Republic of Rwanda- Central Bank Interventions.


As Rwanda braces for a lockdown, closed borders, grounded aircraft all aimed at preventing the spread of the deadly coronavirus, there is a significant effect on the economy. The Central Bank of Rwanda has come out with various interventions aimed at not only combating the spread of the COVID 19 but also reduce the effect of doing business. It is, therefore, worthwhile to delve into the interventions and look at the impact on business.

  1. Extension of Lending Facility: More than 80% of the liquidity in local banks is generated from the domestic market. With businesses slowing down, deposits coming to banks will decline. It is anticipated that banks might get affected with short term liquidity challenges because of the pandemic. The National Bank of Rwanda has put in place a liquidity window to allow the banks to continue serving their customers.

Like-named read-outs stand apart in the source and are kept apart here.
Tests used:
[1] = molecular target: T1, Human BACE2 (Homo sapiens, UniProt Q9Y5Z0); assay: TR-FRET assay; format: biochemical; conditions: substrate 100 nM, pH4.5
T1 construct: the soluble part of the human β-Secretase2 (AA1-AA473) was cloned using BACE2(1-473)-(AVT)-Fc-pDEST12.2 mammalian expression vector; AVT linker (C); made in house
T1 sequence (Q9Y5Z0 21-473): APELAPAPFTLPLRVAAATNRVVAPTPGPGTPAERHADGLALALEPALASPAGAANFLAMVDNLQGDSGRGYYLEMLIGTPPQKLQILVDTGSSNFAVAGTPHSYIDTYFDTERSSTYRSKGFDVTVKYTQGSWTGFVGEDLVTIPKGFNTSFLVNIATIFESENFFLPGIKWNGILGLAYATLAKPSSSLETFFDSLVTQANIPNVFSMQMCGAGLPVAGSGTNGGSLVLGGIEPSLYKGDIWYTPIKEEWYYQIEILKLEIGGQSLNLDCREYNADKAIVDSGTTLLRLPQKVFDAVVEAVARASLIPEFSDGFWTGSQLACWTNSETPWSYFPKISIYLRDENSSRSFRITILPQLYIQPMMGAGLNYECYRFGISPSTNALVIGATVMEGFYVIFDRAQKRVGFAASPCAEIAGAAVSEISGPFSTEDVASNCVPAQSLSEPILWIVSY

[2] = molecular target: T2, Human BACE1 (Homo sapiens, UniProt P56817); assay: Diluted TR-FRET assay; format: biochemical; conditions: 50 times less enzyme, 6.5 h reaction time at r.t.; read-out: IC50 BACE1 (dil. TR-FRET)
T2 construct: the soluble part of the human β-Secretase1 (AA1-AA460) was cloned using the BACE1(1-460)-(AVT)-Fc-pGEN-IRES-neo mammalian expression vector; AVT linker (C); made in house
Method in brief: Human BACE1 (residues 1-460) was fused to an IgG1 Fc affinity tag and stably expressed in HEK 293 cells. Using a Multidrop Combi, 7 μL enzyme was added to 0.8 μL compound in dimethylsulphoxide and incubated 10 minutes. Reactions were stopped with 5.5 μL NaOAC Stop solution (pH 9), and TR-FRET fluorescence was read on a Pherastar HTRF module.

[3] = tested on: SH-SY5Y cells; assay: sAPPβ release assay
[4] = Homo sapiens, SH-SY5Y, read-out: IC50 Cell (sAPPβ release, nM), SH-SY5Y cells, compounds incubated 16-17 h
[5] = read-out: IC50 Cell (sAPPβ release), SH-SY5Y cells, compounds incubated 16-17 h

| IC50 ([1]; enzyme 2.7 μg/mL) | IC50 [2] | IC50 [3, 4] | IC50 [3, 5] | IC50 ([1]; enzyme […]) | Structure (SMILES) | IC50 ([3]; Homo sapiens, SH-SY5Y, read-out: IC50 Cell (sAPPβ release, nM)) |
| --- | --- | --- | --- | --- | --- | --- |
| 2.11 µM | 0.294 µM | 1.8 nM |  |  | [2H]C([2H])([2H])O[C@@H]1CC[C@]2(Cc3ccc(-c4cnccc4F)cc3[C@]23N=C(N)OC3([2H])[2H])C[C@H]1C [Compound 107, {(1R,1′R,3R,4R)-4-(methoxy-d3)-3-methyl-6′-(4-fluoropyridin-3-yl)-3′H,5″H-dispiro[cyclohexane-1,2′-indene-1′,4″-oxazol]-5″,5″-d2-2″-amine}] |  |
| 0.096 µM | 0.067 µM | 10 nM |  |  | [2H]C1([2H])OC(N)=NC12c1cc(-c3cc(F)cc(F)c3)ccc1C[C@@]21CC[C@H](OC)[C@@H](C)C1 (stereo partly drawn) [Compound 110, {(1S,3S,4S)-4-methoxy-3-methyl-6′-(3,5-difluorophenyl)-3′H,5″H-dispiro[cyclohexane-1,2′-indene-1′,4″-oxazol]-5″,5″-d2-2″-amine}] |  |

To facilitate the private sector borrowers, a fund close to $52 million has been earmarked to bridge liquidity challenges and commercial banks can access this facility at the central bank rate. The stimulus whose beneficiaries include individuals, SMEs and large corporates regardless of their sector of operation, is meant to relax measures on loans and giving clients some room to breathe, given that the crisis does not go beyond six (6) months.